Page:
We have 29 trucks out plowing the roads. The main roads are all open but many of the side roads are not. We had no reported power outages or downed trees. The snow is extremely heavy–it's taking the crews a very long time clearing the snow from the roads. It could take the trucks between 6-8 more hours to finish the job town wide (as of 8:10 a.m.)
Suggestion: You might want to wait until the plows finish the job to clean your driveway. It's possible that you'll spend alot of time clearing the snow from your driveway and then a truck will push more snow to the edge of your property again.
I asked Commissioner of Public Works Victor Carosi to provide us with a summary of snow removal operations. The following information may be helpful.
During and after a major snow storm, the DPW fields concerns about our operations. Perhaps the following can help residents understand our operations and the impacts some of our operations may have directly to their own property.
Q. Why do the plows block my driveway with snow?
A: The primary goal of plowing is to remove snow from streets so that the road is open to vehicular traffic. Because snow plows are designed to push snow to the side, plowing pushes snow to the curb or edge of the street from the middle of the street. This results in snow piling up in front of driveways. The operator cannot stop or raise the plow at each driveway as this would leave a pile of snow in the roadway, in front of each driveway. Residents are advised to wait until the plow has been through their road prior to cleaning their driveway. The plows make multiple passes on a road throughout the storm to keep the road clear. At the end of the storm, a final push is made to clear any left-over snow and to re-apply salt. If possible, plow drivers will try to prevent excessive snow amounts at driveways but at most times this is just not possible. Snow piles at the edge of the driveway is a fact of snow plowing and in most situation simply is unavoidable. Residents must understand that the clearing of driveway is the responsibility of the resident.
Q: Why did the plow push snow up onto my shoveled sidewalk?
A: Pushing snow onto sidewalks occurs when the volume of snow is great and snow storage space is minimal. It is challenging to keep the streets open and as wide as possible for the entire snow season, while trying to remove the snow and not have it end up deposited in the sidewalks. It is not possible to avoid snow on the sidewalks. Please be reminded that e make multiple passes during a snow event and a final push at the end of the storm event. It may be necessary for the resident to clear snow multiple times from a sidewalk. Please do not push the snow into the street as our operator will continue to push snow from the street until it is clear.
Q: Why was a plow on the street next to mine but did not plow my street?
A: There are 26 routes throughout the Town; the plow you saw may not be the same plow assigned to your street.
Q: My street was not plowed! Why?
A: Plow operators have routes to follow. All streets do get plowed. Some are plowed before others as a matter of efficiency of the routing. In major snow events, it may take several hours between passes and the snow may accumulate significantly between passes. Please call 693-8121 for problems with your street.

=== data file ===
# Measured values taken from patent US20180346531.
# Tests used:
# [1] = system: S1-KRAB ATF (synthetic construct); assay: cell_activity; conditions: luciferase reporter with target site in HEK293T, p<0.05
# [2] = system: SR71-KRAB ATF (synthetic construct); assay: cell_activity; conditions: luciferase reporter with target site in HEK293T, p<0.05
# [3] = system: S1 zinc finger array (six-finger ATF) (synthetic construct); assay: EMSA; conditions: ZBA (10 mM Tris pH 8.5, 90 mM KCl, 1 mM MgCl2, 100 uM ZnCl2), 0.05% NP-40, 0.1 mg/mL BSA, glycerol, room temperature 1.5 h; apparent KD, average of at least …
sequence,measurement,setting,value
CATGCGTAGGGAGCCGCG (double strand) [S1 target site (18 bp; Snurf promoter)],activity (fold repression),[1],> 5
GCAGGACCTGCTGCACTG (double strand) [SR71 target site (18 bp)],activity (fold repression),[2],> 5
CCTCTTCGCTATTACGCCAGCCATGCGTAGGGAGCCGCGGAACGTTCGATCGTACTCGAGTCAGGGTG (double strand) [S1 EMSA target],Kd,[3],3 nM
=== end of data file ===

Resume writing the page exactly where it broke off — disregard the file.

Q: When does the Town start to plow snow?
A: As soon as snow begins to accumulate during any snow/ice event, Public Works will begin plowing the larger “arterial” streets to keep them passable and allow traffic to continue flowing. Generally, after an accumulation of about 2-inches we begin to plow, as salting is no longer practical.
Q: How long does it take to plow the entire Town?
A: The Town plows over 130 miles of roads. When there is 6” or less snowfall it would typically take about 6 hours to plow the entire Town. With snow falls over 6” it can take substantially more time to clear the streets. Once plowing is completed, we begin cleaning intersections and do a final cleanup of streets.
Q: Why does plowing take so long?
A: There are 26 plow routes throughout the Town which encompass 260 lane miles. The Public Works typically has 34 employees using 30 pieces of equipment and 4 front end loaders, plus 5 supervisors, 7 mechanics during a major snow event. Additional staff from Building Maintenance and Parks clears Town buildings and sidewalks.
Q: A parked car was in the way before the plow came, can the plow come back?
A: Yes, residents should call 693-8121 to report that a section of their street was not plowed because of an obstructing vehicle. The Highway Department will re-plow when time permits.
Q: I parked my car at the edge of my driveway, yet you still plowed me in.
A: Some residents park their cars parallel to their driveway. This greatly hampers the plow operator from safely performing snow removal operations. It also places your vehicle at risk for damage. The plow operator has no choice but to push snow up to the vehicle, depositing a large amount of snow adjacent to the parked vehicle. The vehicle is also noted and the Police are alerted to the situation. We urge residents not to park your car in such a manner that you obstruct the street and create a potentially dangerous situation. It is a fact of plowing that snow plow operations will deposit snow across driveways. It is unavoidable.
Q: My mailbox was damaged by the Town snow plow.
A: The Town plowing operations occur throughout the storm. At times, visibility is greatly diminished and occasionally mailboxes are damaged from the weight of the snow pushed to the edge of the roadway. The Town’s liability for damage is protected, but we ask you to call the Highway Department at 693-8121 to report the damage. We will try to make a repair as a courtesy to our residents, but have limitations on what we can repair.